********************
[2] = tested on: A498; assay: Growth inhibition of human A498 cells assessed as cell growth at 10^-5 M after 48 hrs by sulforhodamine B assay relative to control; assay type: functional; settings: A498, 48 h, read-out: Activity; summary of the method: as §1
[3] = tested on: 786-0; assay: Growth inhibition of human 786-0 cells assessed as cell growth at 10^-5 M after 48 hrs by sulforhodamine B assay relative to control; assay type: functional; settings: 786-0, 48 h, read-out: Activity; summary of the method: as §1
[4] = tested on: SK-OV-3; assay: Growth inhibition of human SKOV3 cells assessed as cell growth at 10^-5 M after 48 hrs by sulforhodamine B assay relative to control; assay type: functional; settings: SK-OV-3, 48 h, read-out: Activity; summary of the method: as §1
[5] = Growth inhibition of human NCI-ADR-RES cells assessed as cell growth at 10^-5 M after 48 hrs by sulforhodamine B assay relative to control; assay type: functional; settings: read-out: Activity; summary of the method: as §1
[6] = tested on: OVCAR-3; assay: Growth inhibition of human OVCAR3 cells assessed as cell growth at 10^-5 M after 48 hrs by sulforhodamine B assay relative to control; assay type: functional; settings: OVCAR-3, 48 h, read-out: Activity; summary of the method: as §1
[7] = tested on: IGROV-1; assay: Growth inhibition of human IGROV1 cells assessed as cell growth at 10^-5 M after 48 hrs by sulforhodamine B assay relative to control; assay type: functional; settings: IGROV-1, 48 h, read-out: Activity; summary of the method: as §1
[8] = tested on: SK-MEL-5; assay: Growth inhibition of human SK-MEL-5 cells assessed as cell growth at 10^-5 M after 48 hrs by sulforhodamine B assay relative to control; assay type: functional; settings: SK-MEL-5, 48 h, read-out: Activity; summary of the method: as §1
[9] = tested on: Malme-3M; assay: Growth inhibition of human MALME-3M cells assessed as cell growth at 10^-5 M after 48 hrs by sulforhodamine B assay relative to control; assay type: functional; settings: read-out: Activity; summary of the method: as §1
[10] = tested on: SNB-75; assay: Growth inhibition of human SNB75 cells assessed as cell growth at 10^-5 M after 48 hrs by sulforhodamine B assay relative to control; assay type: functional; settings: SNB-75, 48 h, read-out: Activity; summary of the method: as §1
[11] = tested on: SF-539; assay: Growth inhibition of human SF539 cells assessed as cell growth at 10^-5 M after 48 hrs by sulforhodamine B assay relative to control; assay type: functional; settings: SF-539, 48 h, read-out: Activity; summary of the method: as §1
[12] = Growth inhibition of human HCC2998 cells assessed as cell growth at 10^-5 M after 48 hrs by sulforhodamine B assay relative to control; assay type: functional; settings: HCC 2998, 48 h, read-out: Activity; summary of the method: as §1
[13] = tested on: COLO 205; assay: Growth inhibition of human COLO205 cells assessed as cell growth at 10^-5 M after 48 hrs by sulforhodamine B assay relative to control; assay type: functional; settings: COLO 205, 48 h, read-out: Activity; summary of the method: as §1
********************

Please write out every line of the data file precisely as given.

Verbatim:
[2] = tested on: A498; assay: Growth inhibition of human A498 cells assessed as cell growth at 10^-5 M after 48 hrs by sulforhodamine B assay relative to control; assay type: functional; settings: A498, 48 h, read-out: Activity; summary of the method: as §1
[3] = tested on: 786-0; assay: Growth inhibition of human 786-0 cells assessed as cell growth at 10^-5 M after 48 hrs by sulforhodamine B assay relative to control; assay type: functional; settings: 786-0, 48 h, read-out: Activity; summary of the method: as §1
[4] = tested on: SK-OV-3; assay: Growth inhibition of human SKOV3 cells assessed as cell growth at 10^-5 M after 48 hrs by sulforhodamine B assay relative to control; assay type: functional; settings: SK-OV-3, 48 h, read-out: Activity; summary of the method: as §1
[5] = Growth inhibition of human NCI-ADR-RES cells assessed as cell growth at 10^-5 M after 48 hrs by sulforhodamine B assay relative to control; assay type: functional; settings: read-out: Activity; summary of the method: as §1
[6] = tested on: OVCAR-3; assay: Growth inhibition of human OVCAR3 cells assessed as cell growth at 10^-5 M after 48 hrs by sulforhodamine B assay relative to control; assay type: functional; settings: OVCAR-3, 48 h, read-out: Activity; summary of the method: as §1
[7] = tested on: IGROV-1; assay: Growth inhibition of human IGROV1 cells assessed as cell growth at 10^-5 M after 48 hrs by sulforhodamine B assay relative to control; assay type: functional; settings: IGROV-1, 48 h, read-out: Activity; summary of the method: as §1
[8] = tested on: SK-MEL-5; assay: Growth inhibition of human SK-MEL-5 cells assessed as cell growth at 10^-5 M after 48 hrs by sulforhodamine B assay relative to control; assay type: functional; settings: SK-MEL-5, 48 h, read-out: Activity; summary of the method: as §1
[9] = tested on: Malme-3M; assay: Growth inhibition of human MALME-3M cells assessed as cell growth at 10^-5 M after 48 hrs by sulforhodamine B assay relative to control; assay type: functional; settings: read-out: Activity; summary of the method: as §1
[10] = tested on: SNB-75; assay: Growth inhibition of human SNB75 cells assessed as cell growth at 10^-5 M after 48 hrs by sulforhodamine B assay relative to control; assay type: functional; settings: SNB-75, 48 h, read-out: Activity; summary of the method: as §1
[11] = tested on: SF-539; assay: Growth inhibition of human SF539 cells assessed as cell growth at 10^-5 M after 48 hrs by sulforhodamine B assay relative to control; assay type: functional; settings: SF-539, 48 h, read-out: Activity; summary of the method: as §1
[12] = Growth inhibition of human HCC2998 cells assessed as cell growth at 10^-5 M after 48 hrs by sulforhodamine B assay relative to control; assay type: functional; settings: HCC 2998, 48 h, read-out: Activity; summary of the method: as §1
[13] = tested on: COLO 205; assay: Growth inhibition of human COLO205 cells assessed as cell growth at 10^-5 M after 48 hrs by sulforhodamine B assay relative to control; assay type: functional; settings: COLO 205, 48 h, read-out: Activity; summary of the method: as §1